To the outer mounting member 18 of the first mounting member 12 an elastic body 16 is bonded in the process of vulcanization of a rubber material for forming the elastic body 16. More specifically, the elastic body 16 has an approximately frusto-conical shape in its entirety, and is bonded to the outer mounting member 18 at its small-diameter end portion such that the outer mounting member 18 extends through a central portion of the elastic body 16 in the axial direction of the elastic body 16. The elastic body 16 is also bonded to a metallic outer sleeve 32 at an outer circumferential surface of its large-diameter end portion in the above-described process of vulcanization. Thus, the elastic body 16 and the outer and inner mounting members 18, 20 are formed as an integral vulcanized assembly. The elastic body 16 further has a large-diameter recess 33 open in its large-diameter end face.

A flexible layer in the form of a flexible rubber layer 34 is assembled with the first mounting member 20 such that the flexible rubber layer 34 is disposed above and covers an upper outer surface of the elastic body 16. The flexible rubber layer 34 is made of an easily deformable thin-rubber layer, which has a generally annular-disk overall shape provided with a sufficient slack for flexibility. The flexible rubber layer 34 is fixed at its inner peripheral portion to an outer circumferential surface of the inner mounting member 20 of first mounting member 12, and fixed at its outer peripheral portion to an outer sleeve 36 in the process of vulcanization of a rubber material for forming the flexible rubber layer 34. The outer sleeve 36 is a cylindrical member whose diameter and axial length are made larger than those of the outer circumferential sleeve 32 bonded to the elastic body 16 and the flexible rubber layer 34 is bonded to a peripheral portion of the upper open end of the outer sleeve 36 upon vulcanization of the rubber material for forming the flexible rubber layer 34.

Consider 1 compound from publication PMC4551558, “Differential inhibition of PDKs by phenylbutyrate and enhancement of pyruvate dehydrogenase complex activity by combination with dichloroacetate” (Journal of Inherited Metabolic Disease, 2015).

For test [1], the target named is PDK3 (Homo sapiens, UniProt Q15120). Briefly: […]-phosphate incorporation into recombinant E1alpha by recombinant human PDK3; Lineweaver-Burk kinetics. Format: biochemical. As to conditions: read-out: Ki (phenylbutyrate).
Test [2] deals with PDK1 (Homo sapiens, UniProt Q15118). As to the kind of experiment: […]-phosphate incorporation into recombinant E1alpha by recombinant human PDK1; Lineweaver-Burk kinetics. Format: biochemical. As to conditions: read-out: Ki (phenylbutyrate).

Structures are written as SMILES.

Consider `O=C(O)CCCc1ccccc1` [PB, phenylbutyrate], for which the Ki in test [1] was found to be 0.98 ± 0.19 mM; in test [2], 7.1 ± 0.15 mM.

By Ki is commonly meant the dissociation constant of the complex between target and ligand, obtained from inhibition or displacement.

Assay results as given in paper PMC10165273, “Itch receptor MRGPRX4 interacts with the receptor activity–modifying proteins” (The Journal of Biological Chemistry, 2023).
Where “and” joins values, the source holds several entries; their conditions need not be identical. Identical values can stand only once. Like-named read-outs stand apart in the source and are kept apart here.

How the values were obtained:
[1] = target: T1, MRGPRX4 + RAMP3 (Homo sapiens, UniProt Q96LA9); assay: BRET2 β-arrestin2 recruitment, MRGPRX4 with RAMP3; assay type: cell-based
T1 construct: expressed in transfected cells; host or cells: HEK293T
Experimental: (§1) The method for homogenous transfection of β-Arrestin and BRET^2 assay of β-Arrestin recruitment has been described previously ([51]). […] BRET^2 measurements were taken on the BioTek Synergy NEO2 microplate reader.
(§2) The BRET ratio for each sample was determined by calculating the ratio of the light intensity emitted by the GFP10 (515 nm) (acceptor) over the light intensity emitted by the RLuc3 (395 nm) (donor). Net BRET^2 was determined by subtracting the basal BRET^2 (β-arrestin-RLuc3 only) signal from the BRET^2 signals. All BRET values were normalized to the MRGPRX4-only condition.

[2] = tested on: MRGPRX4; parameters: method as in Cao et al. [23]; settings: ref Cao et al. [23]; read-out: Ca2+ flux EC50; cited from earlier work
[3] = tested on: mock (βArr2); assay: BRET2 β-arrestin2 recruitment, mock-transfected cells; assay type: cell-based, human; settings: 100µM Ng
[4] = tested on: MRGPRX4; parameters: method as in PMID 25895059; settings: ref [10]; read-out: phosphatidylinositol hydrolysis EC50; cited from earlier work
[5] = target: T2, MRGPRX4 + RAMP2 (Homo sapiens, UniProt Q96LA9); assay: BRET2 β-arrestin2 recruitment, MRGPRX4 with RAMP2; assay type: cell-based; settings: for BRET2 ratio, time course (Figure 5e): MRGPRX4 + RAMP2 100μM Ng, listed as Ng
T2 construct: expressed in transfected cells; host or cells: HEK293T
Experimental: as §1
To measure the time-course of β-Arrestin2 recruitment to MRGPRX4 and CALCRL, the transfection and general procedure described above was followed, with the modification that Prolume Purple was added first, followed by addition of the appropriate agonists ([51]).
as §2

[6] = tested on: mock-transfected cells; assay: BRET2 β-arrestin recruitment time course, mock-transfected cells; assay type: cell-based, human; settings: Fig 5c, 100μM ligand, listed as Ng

With an axially upper end portion of the outer circumferential sleeve 32 being press-fitted into an axially upper end portion of the outer sleeve 36, the elastic body 16 and the flexible rubber layer 34 cooperate to form therebetween an equilibrium chamber 38. The equilibrium chamber 38 is partially defined by the flexible rubber layer 34 and surrounds the first mounting member 12 with an annular shape, so that a volume of the equilibrium chamber 38 is variable due to the deformation of the flexible rubber layer 34. This arrangement permits the equilibrium chamber 38 to promptly absorb a fluid pressure variation induced therein.